Exercise 3: Reflecting
Write a reflection in your learning log about some of the ways in which marginalised or under-represented people or groups could be badly or unhelpfully portrayed.
How might being an insider help combat this?
“It was when I recognized, working as a social activist, how powerful images were, that I decided I’d become a photographer.” Shahidul Alam
Images help educate and create awareness about marginalised and under-represented people. Photography has served society well in that respect; consider the images of Dorothy Lange and her work during the great depression for the FSA or Lewis Hine’s work that helped pass the first child Labor Laws in the US, or Zanele Muholi’s activism supported by images of South African South Africa’s black LGBT, gay, trans, queer and intersex communities. Great photojournalism, or great photography in general, helps shine a light on marginalised groups and, done right, tells their stories and creates awareness.
However, there are key considerations when doing this type of work, including:
- Objectivity: we all bring our own unique experiences into play when creating images.This can take the form of our social, cultural, educational and political backgrounds-all colour how we view the world both conscious and sub-consciously-being aware of this is a start and a must to produce blanaced work.
- Sensitivity: how we actually photograph images can have a huge impact on both the subjects and the images themselves. For example, the series done by Gideon Mendel on the ‘Calis Jungle’ called dzhangal-rather than photographing the people themselves,and adding to the visual narrative and objectivaction of asylum seekers, he focused on the everyday artefacts they use, like their toothbrushes, clothes etc-this sensitivity helped create a very powerful (and human) and memorable series
- Context: it’s very easy to draw the wrong conclusions if you don’t know or understand the context of a person’s social and cultural background. Current debates highlight the role of photography in imperialism to reinfoce power structures, stereotypes, cultural superiority and justification.
- Objectivication: According to John Berger, photographing someone reduces it to an object as it can be viewed and interpreted by viewers (an interpretation and viewing that, in most cases, cannot be controlled). He emphasised the importance of context to understand an image and saw photography in a broader eco-system of power structures, including race, gender and class. Examples include how women are portrayed (still!) in photography, minorities, homeless or cultures that are outside ‘established’ Western societies creating and reinforcing the notion of otherness and exoticness.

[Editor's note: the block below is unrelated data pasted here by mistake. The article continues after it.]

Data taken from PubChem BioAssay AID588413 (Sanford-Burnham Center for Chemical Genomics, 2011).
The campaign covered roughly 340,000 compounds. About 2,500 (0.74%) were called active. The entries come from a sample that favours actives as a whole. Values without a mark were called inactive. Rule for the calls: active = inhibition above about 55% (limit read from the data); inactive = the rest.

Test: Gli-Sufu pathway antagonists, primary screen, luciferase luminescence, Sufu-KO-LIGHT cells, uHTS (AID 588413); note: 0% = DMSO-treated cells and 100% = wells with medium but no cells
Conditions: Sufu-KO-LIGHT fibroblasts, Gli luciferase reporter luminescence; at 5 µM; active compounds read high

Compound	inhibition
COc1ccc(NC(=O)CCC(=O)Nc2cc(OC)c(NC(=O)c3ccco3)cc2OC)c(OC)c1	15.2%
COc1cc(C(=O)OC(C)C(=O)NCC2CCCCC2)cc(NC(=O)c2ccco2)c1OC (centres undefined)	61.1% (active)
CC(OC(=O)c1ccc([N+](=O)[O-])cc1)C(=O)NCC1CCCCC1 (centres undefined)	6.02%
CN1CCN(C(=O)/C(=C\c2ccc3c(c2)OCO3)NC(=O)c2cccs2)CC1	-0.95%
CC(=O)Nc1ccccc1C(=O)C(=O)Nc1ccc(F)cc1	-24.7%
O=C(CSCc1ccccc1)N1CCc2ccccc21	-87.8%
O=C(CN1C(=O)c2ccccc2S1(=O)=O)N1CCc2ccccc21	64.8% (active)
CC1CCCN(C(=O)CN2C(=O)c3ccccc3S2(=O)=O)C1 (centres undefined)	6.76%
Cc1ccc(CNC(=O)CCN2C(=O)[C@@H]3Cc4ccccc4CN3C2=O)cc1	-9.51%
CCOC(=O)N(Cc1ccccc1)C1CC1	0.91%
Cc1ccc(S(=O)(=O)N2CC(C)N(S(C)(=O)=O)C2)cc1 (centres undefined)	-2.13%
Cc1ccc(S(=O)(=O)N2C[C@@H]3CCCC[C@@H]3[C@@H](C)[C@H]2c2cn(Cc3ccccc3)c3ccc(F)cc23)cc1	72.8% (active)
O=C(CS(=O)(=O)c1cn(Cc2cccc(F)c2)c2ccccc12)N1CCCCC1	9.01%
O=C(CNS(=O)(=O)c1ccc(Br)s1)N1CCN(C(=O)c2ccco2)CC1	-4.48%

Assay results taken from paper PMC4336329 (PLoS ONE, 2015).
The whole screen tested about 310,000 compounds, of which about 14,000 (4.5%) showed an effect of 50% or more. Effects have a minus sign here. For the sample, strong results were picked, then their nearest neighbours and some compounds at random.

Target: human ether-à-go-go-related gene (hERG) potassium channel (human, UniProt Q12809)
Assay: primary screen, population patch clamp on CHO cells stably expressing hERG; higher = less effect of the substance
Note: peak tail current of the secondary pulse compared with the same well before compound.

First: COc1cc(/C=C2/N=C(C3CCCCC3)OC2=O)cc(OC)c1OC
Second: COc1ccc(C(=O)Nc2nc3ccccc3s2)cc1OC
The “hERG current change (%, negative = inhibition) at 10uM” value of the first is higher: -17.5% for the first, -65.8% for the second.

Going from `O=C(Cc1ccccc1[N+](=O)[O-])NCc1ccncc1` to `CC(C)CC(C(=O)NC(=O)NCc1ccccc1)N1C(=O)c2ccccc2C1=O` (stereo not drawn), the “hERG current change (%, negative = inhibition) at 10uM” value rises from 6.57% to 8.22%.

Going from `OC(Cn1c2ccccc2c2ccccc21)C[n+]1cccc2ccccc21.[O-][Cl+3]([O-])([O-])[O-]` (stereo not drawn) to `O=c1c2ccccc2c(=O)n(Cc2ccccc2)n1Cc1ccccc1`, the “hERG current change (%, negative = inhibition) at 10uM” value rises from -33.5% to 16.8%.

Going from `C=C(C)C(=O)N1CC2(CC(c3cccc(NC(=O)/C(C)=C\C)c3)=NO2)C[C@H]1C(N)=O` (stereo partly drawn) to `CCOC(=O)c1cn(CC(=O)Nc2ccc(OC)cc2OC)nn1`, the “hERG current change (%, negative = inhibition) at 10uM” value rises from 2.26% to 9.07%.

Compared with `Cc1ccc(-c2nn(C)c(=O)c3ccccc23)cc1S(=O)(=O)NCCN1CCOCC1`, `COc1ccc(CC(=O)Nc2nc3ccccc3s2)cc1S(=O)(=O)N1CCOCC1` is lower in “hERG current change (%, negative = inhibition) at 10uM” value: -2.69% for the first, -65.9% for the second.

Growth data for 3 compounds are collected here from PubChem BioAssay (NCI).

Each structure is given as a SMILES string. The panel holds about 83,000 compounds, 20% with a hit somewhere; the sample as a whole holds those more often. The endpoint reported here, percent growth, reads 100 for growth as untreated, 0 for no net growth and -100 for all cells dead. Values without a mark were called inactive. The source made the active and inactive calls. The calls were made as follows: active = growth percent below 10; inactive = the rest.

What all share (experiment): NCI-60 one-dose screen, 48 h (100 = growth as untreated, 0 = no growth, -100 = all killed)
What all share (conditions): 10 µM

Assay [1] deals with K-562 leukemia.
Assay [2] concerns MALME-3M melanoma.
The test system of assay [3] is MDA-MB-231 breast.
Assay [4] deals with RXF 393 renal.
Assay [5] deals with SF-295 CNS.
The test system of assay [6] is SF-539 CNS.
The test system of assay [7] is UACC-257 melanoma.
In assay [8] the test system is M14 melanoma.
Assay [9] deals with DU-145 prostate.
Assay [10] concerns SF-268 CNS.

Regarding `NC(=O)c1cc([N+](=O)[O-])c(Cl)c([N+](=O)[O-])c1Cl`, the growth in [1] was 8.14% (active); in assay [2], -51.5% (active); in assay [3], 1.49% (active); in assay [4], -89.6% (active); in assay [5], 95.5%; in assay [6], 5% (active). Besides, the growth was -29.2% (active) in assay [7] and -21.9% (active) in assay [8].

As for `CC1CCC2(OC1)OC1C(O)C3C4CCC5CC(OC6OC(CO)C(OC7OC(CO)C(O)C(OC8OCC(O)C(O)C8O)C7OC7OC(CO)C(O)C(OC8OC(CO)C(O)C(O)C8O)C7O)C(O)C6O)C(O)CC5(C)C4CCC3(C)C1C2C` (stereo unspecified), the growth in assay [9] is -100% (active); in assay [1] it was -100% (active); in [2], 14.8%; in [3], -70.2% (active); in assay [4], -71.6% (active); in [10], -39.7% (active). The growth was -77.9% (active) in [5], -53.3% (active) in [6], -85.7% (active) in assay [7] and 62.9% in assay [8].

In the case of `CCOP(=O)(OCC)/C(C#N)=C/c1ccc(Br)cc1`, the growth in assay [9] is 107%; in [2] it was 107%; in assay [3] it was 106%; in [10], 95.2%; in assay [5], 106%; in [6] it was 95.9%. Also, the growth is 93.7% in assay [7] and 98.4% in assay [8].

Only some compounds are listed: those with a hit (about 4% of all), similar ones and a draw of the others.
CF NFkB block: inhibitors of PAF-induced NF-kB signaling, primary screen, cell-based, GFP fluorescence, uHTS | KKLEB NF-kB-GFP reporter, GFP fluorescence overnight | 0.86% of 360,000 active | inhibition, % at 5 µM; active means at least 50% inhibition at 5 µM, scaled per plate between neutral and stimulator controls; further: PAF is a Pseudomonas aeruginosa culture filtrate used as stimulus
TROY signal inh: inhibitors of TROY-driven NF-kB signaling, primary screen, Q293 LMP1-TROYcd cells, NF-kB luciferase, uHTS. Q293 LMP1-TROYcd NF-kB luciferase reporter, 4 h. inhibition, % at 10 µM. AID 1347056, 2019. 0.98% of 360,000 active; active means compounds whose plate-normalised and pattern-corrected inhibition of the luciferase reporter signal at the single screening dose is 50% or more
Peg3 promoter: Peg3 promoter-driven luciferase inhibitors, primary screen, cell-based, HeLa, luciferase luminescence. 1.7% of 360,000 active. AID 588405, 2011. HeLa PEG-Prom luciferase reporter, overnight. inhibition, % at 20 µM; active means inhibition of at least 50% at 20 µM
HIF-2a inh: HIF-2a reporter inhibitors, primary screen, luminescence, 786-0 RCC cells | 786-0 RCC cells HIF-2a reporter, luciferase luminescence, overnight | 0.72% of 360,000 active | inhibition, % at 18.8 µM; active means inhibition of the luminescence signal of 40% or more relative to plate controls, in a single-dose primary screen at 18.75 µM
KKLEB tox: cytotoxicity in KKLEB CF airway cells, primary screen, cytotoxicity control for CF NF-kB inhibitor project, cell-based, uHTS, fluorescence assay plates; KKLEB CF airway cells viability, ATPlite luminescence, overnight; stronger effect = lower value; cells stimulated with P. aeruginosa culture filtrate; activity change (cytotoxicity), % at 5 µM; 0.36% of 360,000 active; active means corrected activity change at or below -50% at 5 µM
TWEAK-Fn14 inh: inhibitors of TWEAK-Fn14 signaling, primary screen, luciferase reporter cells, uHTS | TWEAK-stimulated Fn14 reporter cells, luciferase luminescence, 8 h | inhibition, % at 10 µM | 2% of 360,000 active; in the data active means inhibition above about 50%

- Trust: Building trust is key to developing relationships and creating more empathetic and nuanced images. As the saying goes, ‘the devil is in the detail’ and understanding group dynamics and power structures help present groups or individuals in a more balanced way.
- Being self-aware: Often marginalised groups (e.g. Travellers or Romani) are consistently stereotyped, and reports about them concentrate on a specific topic or slant, introducing bias- being aware of this and challenging it helps produce a more balanced view.
- Giving the group a voice: Gaining trust, and understanding a group from intimate experience helps give that group a voice and allows them to somewhat control the narrative and tell their stories
- Emphaty: I lived in Germany for many years and during that time become integrated into the society, customes and mindset. When I moved to the UK I was often surprised at the way people stereotyped Germans,the usual tropes- no sense of humour, efficient, Hitler etc and have to admit was probably the way I viewed them before I went to live there. Being an insider gives you a deeper understanding of how a group thinks and behaves and helps you understand their perspective thus helping present them in more nuanced and balanced way
Becoming an insider within a group and getting to know them helps to reduce bias and can help present them in a more nuanced and emphatic way, including:
I tend to agree with John Berger when he says “Every image embodies a way of seeing” ( Ways of Seeing)-how we exercise and inform that way of seeing has a huge impact on the outcome.
Berger,John,2008,Ways of Seeing,London,Penguin classics
Berger,John,Understanding a Photograph, (First Edition) London, Penguin cLassics
Mendel Gideon, https://gideonmendel.com/dzhangal/ (accessed 28/04/20230)
MEIXLER,ELI 2018,Journalism Is Under Threat.’ Inside a Bangladeshi Journalist’s Dangerous Journey From Photographer to Prisoner https://time.com/5475494/shahidul-alam-bangladesh-journalist-person-of-the-year-2018/